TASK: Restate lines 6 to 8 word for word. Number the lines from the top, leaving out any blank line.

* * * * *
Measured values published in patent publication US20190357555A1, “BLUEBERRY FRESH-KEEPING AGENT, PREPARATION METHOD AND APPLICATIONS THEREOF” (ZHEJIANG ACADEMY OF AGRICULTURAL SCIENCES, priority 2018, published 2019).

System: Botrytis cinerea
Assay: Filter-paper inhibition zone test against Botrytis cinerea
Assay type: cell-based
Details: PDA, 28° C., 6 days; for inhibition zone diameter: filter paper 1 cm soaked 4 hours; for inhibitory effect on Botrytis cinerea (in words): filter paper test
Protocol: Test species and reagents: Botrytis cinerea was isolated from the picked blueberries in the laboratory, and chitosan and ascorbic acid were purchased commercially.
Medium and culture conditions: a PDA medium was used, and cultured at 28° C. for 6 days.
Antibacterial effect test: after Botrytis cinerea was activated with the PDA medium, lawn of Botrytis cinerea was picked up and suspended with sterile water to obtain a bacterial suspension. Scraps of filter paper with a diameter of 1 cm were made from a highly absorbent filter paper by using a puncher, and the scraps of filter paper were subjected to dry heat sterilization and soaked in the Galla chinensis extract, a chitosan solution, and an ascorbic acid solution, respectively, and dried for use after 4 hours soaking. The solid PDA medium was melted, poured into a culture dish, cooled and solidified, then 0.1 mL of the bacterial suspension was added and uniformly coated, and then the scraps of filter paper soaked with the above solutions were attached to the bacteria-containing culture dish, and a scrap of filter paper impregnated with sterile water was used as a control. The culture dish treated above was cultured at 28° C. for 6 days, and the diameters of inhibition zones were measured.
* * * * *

Protocol: Test species and reagents: Botrytis cinerea was isolated from the picked blueberries in the laboratory, and chitosan and ascorbic acid were purchased commercially.
Medium and culture conditions: a PDA medium was used, and cultured at 28° C. for 6 days.
Antibacterial effect test: after Botrytis cinerea was activated with the PDA medium, lawn of Botrytis cinerea was picked up and suspended with sterile water to obtain a bacterial suspension. Scraps of filter paper with a diameter of 1 cm were made from a highly absorbent filter paper by using a puncher, and the scraps of filter paper were subjected to dry heat sterilization and soaked in the Galla chinensis extract, a chitosan solution, and an ascorbic acid solution, respectively, and dried for use after 4 hours soaking. The solid PDA medium was melted, poured into a culture dish, cooled and solidified, then 0.1 mL of the bacterial suspension was added and uniformly coated, and then the scraps of filter paper soaked with the above solutions were attached to the bacteria-containing culture dish, and a scrap of filter paper impregnated with sterile water was used as a control. The culture dish treated above was cultured at 28° C. for 6 days, and the diameters of inhibition zones were measured.